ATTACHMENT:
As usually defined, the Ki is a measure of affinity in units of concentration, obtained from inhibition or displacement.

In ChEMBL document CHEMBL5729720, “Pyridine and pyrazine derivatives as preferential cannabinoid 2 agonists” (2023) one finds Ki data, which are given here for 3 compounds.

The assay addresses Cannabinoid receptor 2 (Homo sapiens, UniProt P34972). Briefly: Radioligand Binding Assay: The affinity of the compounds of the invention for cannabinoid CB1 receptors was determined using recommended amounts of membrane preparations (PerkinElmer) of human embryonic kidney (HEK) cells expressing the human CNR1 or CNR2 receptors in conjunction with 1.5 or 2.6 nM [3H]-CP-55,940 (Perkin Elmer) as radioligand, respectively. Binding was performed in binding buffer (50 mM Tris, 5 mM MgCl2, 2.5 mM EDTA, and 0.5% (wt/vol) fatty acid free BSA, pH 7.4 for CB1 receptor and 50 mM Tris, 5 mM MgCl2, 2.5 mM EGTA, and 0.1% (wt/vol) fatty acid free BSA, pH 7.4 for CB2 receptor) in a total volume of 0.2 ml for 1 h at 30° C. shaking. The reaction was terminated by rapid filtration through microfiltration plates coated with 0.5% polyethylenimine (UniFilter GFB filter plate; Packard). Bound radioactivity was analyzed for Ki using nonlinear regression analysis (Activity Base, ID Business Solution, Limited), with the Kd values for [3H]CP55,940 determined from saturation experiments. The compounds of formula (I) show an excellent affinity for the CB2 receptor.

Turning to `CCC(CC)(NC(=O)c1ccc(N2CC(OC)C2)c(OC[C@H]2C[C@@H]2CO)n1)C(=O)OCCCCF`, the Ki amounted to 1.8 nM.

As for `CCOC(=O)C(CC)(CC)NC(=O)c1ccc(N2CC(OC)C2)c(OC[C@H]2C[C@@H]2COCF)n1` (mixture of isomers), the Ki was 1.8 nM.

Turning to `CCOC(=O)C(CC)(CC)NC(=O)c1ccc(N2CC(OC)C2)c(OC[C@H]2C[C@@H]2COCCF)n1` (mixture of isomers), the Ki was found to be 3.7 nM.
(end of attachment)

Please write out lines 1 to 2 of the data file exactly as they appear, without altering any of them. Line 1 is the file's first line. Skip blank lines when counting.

As usually defined, the Ki is a measure of affinity in units of concentration, obtained from inhibition or displacement.

In ChEMBL document CHEMBL5729720, “Pyridine and pyrazine derivatives as preferential cannabinoid 2 agonists” (2023) one finds Ki data, which are given here for 3 compounds.